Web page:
A Murfreesboro-based environmental engineering firm has been recommended as Marshall County's planning consultant, according to the county's building and zoning official who reported to Lewisburg planning commissioners recently.
"Griggs & Maloney is recommended by the Planning Advisory Committee," a panel that reports to the Joint Economic and Community Development Board for hiring by the county and the municipalities, Don Nelson, the county building and codes officer, said.
The committee issued its recommendation in November and Nelson reported to Lewisburg's planning commissioners in December.
"Now, we have to go back and sell it to our jurisdictions," the building and codes officer said a few days after the planners' meeting in City Hall. "I see them (Griggs & Maloney) saving us a lot of money," Nelson said.
The JECDB made countywide planning a priority in its five-year plan.
The JECDB in Marshall County has been working to recommend a countywide planner, but Nelson says the work could be done by Griggs & Maloney, the consulting engineers retained by Chapel Hill.
Many towns and counties without a planning department rely on the Local Planning Office of the Tennessee Department of Economic and Community Development for a local planner who, under contract between the state and the local government, provides advice on land use for development, and issues raised by subdivision design, drainage, road connections and housing placement.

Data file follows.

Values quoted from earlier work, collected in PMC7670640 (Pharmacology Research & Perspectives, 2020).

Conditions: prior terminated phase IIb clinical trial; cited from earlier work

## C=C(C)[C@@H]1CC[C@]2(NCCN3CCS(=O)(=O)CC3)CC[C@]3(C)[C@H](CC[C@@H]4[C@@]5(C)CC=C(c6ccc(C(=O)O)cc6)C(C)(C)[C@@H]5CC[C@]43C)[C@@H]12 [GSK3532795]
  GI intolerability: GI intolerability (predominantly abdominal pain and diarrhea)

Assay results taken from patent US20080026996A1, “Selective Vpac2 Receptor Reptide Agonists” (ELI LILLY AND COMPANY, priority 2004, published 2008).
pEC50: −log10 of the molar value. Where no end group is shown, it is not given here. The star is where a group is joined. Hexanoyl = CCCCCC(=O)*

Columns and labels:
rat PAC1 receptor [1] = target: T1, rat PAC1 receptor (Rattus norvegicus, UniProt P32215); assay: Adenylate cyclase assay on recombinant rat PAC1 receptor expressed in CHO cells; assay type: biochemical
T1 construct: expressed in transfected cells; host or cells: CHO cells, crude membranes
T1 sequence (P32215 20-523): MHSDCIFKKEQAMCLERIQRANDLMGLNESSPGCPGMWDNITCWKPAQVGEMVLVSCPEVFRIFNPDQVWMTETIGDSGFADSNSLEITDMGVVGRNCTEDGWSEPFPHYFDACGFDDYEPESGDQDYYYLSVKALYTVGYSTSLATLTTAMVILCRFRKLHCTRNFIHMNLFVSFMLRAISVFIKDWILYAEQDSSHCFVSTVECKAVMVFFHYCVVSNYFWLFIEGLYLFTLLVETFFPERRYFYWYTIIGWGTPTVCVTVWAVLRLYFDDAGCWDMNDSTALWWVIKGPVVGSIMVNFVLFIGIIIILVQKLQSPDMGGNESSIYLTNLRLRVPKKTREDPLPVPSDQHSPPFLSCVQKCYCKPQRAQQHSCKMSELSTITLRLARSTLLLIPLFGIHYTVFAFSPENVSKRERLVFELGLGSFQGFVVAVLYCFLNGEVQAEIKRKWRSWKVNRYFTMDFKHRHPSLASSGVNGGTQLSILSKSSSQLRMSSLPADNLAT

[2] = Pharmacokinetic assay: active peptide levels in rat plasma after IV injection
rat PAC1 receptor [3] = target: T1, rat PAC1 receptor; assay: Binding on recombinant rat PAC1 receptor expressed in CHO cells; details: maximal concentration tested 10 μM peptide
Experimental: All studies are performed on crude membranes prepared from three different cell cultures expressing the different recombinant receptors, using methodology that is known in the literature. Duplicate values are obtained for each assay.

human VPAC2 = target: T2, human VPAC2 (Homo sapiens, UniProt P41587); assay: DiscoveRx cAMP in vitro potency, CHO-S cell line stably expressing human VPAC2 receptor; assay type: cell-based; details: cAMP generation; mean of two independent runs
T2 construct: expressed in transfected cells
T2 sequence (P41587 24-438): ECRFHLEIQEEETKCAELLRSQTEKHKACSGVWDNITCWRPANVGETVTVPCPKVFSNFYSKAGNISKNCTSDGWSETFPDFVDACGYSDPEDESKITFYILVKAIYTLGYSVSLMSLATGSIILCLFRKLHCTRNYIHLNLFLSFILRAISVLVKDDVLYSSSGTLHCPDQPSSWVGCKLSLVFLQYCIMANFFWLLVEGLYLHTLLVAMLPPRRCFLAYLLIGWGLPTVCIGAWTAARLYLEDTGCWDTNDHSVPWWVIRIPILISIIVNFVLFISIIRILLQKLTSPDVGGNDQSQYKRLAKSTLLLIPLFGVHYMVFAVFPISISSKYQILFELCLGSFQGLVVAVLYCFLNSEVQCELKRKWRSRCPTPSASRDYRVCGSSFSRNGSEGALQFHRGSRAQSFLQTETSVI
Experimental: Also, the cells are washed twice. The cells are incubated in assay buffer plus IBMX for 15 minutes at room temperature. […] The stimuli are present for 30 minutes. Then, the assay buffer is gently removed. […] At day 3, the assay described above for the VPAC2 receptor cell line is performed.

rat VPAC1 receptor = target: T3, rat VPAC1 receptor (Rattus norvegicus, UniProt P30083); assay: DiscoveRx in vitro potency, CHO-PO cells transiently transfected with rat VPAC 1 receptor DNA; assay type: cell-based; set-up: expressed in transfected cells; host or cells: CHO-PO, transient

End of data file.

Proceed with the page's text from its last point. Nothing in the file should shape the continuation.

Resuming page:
But, TDECD's service and the leader of the state's local planning office were reportedly found lacking a few years ago when the county and its municipalities struggled to rewrite their 20-year development plans on where municipalities could grow through annexation. The plan also outlined areas for commercial, industrial and residential development.
As a result, the JECDB, in consultation with Nelson, explored the value of having one countywide planner who could help the county and its five municipalities write a uniform planning code to make development more consistent, easier for builders and developers, as well as cut costs for the several local governments.
Toward that end, Nelson said he and others met with Art Brown, the regional director for TDECD's Local Planning Office, and that led to a re-examination of TDECD's contract with local governments.
"The state has a pretty rigid contract," Nelson told city planners during their monthly meeting on Dec. 22. "They're not in a position to bend it."
A search for one planner attracted a few people interested in knowing what opportunities existed in Marshall County. One was Franklin's retired planning director, Bob Martin. A woman also attended what might be called a pre-bid conference. No decision was made as a result of that call for interested parties. The process was repeated.
The recommended advisor is Griggs & Maloney, Nelson said.
TDECD's annual contract with the county has cost $9,250, Nelson continued in his report at City Hall. Griggs & Maloney would charge $73.50 per hour and the firm's leaders have told Nelson and the JECDB, "'Use us when you need us.'"